Lawrence Jackson, Associated Press
Actor Dennis Quaid, on Capitol Hill on Wednesday, told Congress that a drug mix-up in 2007 nearly killed his newborn twins.

WASHINGTON — Actor Dennis Quaid told Congress on Wednesday that taking away the right to sue pharmaceutical companies would turn consumers into "uninformed and uncompensated lab rats."

Quaid's comments came as he described a harrowing, near-fatal drug mix-up in which his newborn twins received 1,000 times the correct dose of the blood thinner heparin.

The actor said his family's brush with tragedy underscores the need to hold pharmaceutical companies accountable through lawsuits. That remedy is becoming increasingly problematic for injured consumers.

The drugmaker, Baxter Healthcare Corp., said it regrets that a product intended to save and sustain life was at the center of a medication error.

Beginning with the Bush administration, the Food and Drug Administration has stepped into lawsuits on the side of defendant pharmaceutical companies, arguing that federal regulation of drugs pre-empts state lawsuits.

"The regulatory cop is off the beat," Georgetown University law professor David Vladeck told the House Reform and Government Oversight Committee.

The issue of federal pre-emption of lawsuits against the drug industry will come before the Supreme Court this year in a case from Vermont.

Some 7,000 people in the United States die every year from medication errors.

The Quaid family is suing Baxter Healthcare, which is seeking dismissal of the case on grounds that the FDA approved the labeling.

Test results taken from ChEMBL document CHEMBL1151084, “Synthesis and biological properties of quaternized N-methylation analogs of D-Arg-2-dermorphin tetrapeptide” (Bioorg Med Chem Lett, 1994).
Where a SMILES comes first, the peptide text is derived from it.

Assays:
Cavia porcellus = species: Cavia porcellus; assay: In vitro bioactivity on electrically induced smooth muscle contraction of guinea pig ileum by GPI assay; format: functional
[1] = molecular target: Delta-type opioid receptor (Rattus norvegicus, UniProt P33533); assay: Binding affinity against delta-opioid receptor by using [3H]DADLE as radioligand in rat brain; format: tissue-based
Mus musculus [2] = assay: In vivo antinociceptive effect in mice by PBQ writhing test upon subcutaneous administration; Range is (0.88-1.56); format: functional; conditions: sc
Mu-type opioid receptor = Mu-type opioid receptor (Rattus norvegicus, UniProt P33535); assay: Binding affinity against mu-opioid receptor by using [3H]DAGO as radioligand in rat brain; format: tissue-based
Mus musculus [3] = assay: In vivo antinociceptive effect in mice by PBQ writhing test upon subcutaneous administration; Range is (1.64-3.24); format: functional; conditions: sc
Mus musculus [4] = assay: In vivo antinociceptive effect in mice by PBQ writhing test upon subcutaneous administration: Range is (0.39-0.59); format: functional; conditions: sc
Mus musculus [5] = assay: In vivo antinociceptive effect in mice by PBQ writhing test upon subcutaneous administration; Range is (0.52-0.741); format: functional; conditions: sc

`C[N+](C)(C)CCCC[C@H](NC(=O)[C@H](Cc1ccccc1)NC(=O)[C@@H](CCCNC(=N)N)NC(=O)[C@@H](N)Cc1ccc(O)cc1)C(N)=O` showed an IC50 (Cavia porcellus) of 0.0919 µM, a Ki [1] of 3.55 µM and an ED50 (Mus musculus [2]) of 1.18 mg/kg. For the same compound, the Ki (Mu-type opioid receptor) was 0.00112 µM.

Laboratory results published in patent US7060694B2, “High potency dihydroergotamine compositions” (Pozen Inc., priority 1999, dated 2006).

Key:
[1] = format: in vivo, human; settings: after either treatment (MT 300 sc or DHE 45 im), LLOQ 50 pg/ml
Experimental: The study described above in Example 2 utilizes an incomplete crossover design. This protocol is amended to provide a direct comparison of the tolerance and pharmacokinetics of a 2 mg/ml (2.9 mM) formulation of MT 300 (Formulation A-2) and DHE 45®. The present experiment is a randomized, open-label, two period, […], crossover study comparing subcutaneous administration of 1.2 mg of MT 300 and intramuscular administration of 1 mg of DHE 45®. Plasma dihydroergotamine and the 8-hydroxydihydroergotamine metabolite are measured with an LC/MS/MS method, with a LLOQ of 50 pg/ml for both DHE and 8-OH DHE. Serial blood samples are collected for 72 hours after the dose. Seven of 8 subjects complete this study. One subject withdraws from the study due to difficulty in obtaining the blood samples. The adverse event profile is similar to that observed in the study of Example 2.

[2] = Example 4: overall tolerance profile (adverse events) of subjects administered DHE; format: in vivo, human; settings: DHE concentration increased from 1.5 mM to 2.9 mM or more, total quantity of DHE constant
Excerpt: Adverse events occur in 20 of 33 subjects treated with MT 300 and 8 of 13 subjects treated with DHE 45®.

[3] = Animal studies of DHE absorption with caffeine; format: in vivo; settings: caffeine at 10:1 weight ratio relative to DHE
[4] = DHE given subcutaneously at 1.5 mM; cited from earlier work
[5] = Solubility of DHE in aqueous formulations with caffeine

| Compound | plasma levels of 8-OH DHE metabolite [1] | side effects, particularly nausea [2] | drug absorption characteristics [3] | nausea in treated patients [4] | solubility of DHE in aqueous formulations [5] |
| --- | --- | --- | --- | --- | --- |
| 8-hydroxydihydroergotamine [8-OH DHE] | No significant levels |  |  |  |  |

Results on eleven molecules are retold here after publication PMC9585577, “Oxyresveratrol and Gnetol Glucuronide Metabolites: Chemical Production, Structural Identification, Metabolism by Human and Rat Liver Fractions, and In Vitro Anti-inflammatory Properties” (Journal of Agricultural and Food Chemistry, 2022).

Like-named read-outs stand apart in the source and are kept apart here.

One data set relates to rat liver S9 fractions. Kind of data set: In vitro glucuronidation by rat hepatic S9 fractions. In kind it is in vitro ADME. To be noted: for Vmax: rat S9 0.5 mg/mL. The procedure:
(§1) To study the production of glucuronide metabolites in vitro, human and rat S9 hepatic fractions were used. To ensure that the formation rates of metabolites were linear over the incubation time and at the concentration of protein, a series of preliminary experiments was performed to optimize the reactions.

"Like many Americans, I believed that a big problem in our country was frivolous lawsuits," Quaid testified. "But now I know that the courts are often the only path to justice."

The committee's top Republican, Rep. Tom Davis of Virginia, sympathized with Quaid, saying that if this had happened to the Davis family, "I'd be suing everybody in sight." Apart from Quaid's case, Davis urged a middle ground between total pre-emption and unrestrained litigation.

The committee chairman, Rep. Henry Waxman, D-Calif., said that if manufacturers face no liability, all the financial incentives will point them in the wrong direction and that abusive practices will multiply.

Quaid told the committee his family's life-altering story began in November 2007 when twins Thomas and Zoe, at the time 12 days old, developed a staph infection and had to be hospitalized.

Quaid's children were mistakenly administered the wrong version of the blood thinner; two concentrations of the drug were bottled with similar labels and size. When rotated slightly as they often are when stored, the light blue 10-unit bottle and the 10,000-unit dark blue bottle are virtually indistinguishable, Quaid said.

The children recovered, though "we don't know what the longer-term effects will be," he said.

Fourteen months earlier, a similar mix-up occurred at an Indianapolis hospital; three infants died. That event was brought up at the hearing by Rep. Dan Burton, R-Ind.

Baxter did not take the similarly appearing packages off the market.

In its statement, the company said that after learning of the deaths involving heparin in Indianapolis in late 2006, Baxter consulted with the FDA. The company broadly distributed a medication safety alert to clinicians across the United States to notify them that its heparin vials had been involved in a medication error.

Baxter says that before the Indianapolis case, it had never received a single customer report about a perceived similarity between the two versions of the heparin packaging.

More recently, Baxter recalled the blood thinner, which was made from ingredients from China, after the drug was connected to 81 deaths and 785 severe allergic reactions.

The FDA found the drug was contaminated with oversulfated chondroitin sulfate, which mimics heparin and thus was not detected in routine testing.